Biden Hints At Possible Free Community College During SOTU After Previously Taking It Off The Table

(Screenshot/YouTube/PBS NewsHour)

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Alexa Schwerha Contributor
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President Joe Biden advocated for two-years free community college during his State of the Union (SOTU) address given Tuesday night from the U.S. Capitol grounds, despite having taken it off the table last year.

Biden promised two-years of free community college while on the campaign trail ahead of the 2020 presidential election, however this promise appeared to fall flat last year when it was not included in the Build Back Better bill, the New York Times reported. He briefly revisited the plan while touting the administration’s education agenda. (RELATED: Federal Court Blocks Biden’s Student Loan Forgiveness Nationwide)

“Let’s finish the job and connect students to career opportunities starting in high school and provide access to two years of community college, some of the best career training in America, in addition to being a pathway to a four-year degree,” Biden said. “Let’s offer every American the path to a good career whether they go to college or not.”

First Lady Jill Biden addressed community college leaders February 2022 and confirmed that the plan would be tabled, the NYT reported.

“One year ago, I told this group that Joe, my husband Joe, was going to fight for community colleges,” she reportedly said during the Community College National Legislative Summit. “But Joe has also had to make compromises. Congress hasn’t passed the Build Back Better legislation — yet. And free community college is no longer a part of that package.”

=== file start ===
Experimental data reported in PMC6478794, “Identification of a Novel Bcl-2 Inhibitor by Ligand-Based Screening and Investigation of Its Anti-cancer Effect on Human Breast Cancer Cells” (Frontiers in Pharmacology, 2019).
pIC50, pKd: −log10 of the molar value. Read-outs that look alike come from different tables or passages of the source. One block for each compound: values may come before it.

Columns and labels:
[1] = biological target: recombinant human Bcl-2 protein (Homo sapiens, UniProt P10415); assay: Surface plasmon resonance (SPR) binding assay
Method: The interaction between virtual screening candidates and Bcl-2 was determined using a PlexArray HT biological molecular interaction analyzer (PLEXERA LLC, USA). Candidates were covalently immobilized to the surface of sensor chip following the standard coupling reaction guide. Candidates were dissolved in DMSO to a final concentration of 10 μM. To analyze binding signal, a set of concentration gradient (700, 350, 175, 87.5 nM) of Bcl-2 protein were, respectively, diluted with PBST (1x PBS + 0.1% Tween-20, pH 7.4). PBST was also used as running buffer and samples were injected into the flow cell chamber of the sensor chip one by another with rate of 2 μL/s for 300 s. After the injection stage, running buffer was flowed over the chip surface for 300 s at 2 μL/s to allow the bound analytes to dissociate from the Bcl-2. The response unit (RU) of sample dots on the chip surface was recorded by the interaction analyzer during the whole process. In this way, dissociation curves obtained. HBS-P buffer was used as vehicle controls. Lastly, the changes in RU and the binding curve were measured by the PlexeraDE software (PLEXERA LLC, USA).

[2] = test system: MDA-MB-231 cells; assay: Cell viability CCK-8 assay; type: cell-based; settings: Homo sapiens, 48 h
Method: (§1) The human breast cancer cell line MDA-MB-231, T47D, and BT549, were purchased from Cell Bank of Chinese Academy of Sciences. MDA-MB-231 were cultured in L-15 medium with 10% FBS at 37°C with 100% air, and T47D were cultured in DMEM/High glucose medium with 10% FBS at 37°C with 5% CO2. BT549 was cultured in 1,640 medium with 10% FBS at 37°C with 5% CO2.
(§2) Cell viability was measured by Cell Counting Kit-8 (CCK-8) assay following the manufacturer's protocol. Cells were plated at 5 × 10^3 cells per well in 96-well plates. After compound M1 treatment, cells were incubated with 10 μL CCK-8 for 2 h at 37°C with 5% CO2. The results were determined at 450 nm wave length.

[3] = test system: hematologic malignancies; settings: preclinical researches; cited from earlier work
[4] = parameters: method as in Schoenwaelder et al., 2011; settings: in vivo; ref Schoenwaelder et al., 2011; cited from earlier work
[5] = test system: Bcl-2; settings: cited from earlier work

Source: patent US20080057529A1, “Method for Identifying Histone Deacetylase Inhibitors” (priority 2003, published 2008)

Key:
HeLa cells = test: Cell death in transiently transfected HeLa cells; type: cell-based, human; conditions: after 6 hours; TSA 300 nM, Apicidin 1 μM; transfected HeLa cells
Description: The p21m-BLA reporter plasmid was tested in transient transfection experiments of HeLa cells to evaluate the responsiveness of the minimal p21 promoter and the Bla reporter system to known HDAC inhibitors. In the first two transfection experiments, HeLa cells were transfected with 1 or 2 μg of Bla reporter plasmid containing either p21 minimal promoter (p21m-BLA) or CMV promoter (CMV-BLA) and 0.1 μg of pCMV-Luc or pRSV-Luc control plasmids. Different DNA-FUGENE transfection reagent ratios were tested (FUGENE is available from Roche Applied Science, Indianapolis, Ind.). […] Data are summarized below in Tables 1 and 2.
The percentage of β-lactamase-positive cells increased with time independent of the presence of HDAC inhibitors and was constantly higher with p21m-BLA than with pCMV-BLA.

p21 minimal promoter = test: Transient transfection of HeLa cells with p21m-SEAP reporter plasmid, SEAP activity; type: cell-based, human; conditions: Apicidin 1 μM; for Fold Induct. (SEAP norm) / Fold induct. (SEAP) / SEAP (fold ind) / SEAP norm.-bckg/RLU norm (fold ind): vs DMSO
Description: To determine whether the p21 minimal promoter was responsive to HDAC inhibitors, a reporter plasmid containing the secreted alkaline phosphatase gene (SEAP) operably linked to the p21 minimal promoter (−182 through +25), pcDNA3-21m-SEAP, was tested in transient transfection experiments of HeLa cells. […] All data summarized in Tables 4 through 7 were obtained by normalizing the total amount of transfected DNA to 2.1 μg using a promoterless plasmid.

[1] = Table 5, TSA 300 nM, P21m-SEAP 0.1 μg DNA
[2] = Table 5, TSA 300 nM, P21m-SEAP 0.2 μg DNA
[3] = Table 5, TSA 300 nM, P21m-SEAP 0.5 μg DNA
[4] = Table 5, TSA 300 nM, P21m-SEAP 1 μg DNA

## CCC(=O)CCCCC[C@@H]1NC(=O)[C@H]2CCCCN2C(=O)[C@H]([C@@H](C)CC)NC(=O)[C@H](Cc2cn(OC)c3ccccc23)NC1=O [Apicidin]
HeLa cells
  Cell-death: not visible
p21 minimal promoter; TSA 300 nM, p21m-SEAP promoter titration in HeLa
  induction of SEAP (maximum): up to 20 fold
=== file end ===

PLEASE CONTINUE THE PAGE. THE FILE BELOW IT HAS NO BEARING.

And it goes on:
Biden signed the Inflation Reduction Act in August 2022 after Build Back Better failed to garner enough bipartisan support, Politico reported. Two years of free community college was not included.

Biden briefly mentioned the administration’s work to lower student debt and increase Pell Grants during Tuesday night’s speech.

“And we’re making progress by reducing student debt and increasing Pell Grants for working- and middle-class families,” he said.

The U.S. Department of Education recently unveiled a new Income Driven Repayment Plan (IDRP) which would lower repayments for student loan borrowers. A massive Congressional spending bill passed in December increased the maximum amount given to Pell Grant borrowers by $500.

The Department of Education did not immediately respond to the Daily Caller News Foundation’s request for comment.

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